“Trouble the Water”

Pub date September 3, 2008
WriterMax Goldberg
SectionFilm FeaturesSectionFilm Review

REVIEW Anyone impressed by Cloverfield‘s camcorder frenzy needs to see the remarkable video diary Kimberly Roberts made in New Orleans’ Ninth Ward while Katrina wailed and the government balked. Trouble the Water directors Tia Lessin and Carl Deal initially came to the city in hopes of investigating the way in which National Guard support was waylaid by an America being stretched thin in Iraq. The film opens with the directors talking to a bureaucrat, but within moments Roberts and her husband Scott bum rush the side of the frame and never let go. The New York–based Fahrenheit 9/11 producers thankfully let Roberts’ eyewitness footage run for long segments, underscoring its The Hague–worthy indictment with periodic cutaways to the naysayers (George W. Bush, FEMA’s Michael Brown, and so on). When we return to her shot of a neighborhood drunk who died in the storm, it feels as significant a victory for the documentary process as the stabbing in Gimme Shelter (1970). The storm interrupts Roberts’ camerawork the first time; months later, back in the Ninth Ward, it’s the police telling her to stop rolling. Even when Trouble the Water moves into more conventional over-the-shoulder filmmaking, Kimberly and Scott Roberts remain enthralling subjects. It’s doubtful festival-goers saw anything as breathtaking as Kimberly Roberts’ autobiographical rap "Amazing" at this past snooze of a Sundance, where Trouble the Water claimed the Grand Jury Prize. Rappers, it turns out, make the best reporters.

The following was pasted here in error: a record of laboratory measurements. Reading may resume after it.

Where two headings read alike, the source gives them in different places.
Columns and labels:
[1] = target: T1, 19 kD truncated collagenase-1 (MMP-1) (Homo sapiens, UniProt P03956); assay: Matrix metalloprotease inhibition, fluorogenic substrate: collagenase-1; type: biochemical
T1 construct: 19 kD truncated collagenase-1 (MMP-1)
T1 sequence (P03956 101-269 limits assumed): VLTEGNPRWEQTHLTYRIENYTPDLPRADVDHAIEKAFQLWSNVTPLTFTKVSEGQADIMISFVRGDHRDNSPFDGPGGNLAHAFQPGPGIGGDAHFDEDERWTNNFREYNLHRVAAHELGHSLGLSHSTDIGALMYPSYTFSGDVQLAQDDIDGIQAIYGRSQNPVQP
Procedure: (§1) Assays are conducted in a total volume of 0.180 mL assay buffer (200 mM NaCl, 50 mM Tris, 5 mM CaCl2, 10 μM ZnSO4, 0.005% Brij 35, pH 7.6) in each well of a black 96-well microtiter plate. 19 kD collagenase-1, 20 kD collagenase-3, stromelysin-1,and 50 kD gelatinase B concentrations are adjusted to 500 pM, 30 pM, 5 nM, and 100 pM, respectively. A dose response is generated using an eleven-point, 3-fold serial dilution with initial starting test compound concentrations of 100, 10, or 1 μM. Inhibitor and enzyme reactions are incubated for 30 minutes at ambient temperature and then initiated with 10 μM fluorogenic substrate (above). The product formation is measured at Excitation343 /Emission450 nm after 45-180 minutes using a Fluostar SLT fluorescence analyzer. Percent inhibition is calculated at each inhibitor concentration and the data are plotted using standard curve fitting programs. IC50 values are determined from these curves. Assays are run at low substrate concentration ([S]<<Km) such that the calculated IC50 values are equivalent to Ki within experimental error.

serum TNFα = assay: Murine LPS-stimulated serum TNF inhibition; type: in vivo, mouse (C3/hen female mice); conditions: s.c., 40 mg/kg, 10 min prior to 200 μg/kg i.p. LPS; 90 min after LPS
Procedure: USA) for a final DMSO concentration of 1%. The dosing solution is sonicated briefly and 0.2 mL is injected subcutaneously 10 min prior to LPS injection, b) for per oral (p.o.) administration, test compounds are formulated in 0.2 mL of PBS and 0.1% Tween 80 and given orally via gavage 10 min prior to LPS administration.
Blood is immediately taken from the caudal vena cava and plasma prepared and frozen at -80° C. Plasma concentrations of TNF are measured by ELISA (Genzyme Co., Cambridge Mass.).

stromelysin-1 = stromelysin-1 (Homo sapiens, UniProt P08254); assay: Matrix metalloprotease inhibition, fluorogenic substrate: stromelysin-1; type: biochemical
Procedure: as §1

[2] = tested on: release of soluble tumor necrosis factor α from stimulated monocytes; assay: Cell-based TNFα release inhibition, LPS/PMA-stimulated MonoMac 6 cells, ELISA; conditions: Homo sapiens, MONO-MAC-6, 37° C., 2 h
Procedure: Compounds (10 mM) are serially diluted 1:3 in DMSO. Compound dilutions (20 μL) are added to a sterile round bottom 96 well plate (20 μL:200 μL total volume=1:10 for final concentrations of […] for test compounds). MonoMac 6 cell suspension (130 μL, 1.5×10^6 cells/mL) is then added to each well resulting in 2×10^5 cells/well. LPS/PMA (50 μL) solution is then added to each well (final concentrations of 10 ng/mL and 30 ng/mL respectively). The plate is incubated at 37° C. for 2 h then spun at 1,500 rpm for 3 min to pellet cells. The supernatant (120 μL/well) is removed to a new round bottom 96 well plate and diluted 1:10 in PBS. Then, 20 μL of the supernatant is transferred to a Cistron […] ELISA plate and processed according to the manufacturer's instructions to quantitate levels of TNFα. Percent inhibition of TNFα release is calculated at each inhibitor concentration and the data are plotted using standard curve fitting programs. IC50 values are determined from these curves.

TROUBLE THE WATER opens Fri/5 at the Sundance Kabuki.